Question about Cobra 29 LTD CB Radio

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Powering up problem.

I hooked up the power leads properly. When I hooked up the negative wire, it sparked. Now the radio doesn't work at all. A friend of mine had the same thing happen to him with a different radio. Is there something we are doing wrong? Also do you think the radios can be repaired?

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  • 91flexj Jan 31, 2009

    i wired up the radio and it worked perfectly fine. i then unhooked it and mounted it where i wanted it and mounted my antenna then re wired it and now when i turn the power on nothing happens


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The most common problem is the inline fuse. If it is not the fuse you probably blew the polarity protection diodes, d23 + d28. Go to radio shack and get 2 1n4001's and replace them.

Posted on Feb 08, 2009

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It,s the mounting the screws are touching something in the radio when bracketed and yes you probably blew the power diode in the radio, it can be fixed pretty easily. Try a fuse on the ground and the hot next time.

Posted on Feb 01, 2009

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1 Answer

Why does my CB only have black and red wires what are they to?

The red wire is your positive wire and the black wire is the negative wire. This hooks up to a car battery or a power supply to turn the radio on.

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Either take the cover off and see what color the wires are on the back of the power connector RED is Pos Black is negative. OR use an OHM meter to figure it out. To use a meter, with the radio OFF. put the leads to the meter on the power connector pins. See what the meter reads, if it is anything high you have the red and black meter test leads on correct pins that you would wire it for, if the meter is low, change the leads to the other pins and see if it goes high. There are two issues with this method though, one is if the reverse connection protection diode is bad you wont get the reading you need, the other is some meters dont have the ohm connection set to the right polarity.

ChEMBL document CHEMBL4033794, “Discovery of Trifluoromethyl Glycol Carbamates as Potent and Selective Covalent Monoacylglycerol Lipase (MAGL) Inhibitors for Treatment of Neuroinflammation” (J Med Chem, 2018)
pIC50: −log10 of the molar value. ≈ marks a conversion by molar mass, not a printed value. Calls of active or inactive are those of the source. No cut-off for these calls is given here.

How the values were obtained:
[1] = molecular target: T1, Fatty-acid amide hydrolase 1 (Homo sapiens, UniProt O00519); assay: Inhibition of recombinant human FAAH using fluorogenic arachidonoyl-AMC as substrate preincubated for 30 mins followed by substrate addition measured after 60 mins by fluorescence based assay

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1 Answer

Got pop noise

Popping sounds are from the the ignition - spark plugs, wires and distributor. Most modern cars have "radio resistor plugs" & "spark plug wires" installed from the factory. If unsure on an older car, check under the hood and inspect the wires & plugs.

Make sure your radio AND antenna system are solidy grounded. Poor grounds can allow all kinds of strange sounds and erratic behavior from the radio.

Also, connect the + & - power leads DIRECTLY to the battery. You can pass the + lead through a dedicated relay that opens when the key is removed if you want, but avoid like the plague connecting the + lead to a terminal in the fuse box and the - lead to an arbitrary grounded point on the body. Direct connections to the battery helps to prevent a way for noise to enter the radio on the power leads.

You may also be hearing the electric fuel pump located in the fuel tank on many newer cars. Solving that sound is very difficult.

Good luck!

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Check power leads inside of radio, "usually red and black" right off the leads there should be a black diode "shorts" if wires have been hooked up backwards, also check for an open foil on the printed circuit board.

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Your correct the red wire is the positive and the black is the negative. You must also make sure to use a power supply with enough current to operate the radio. Usually a 12 volt supply that supplies about 4 to 8 amps should do the trick

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1 Answer

No power to cb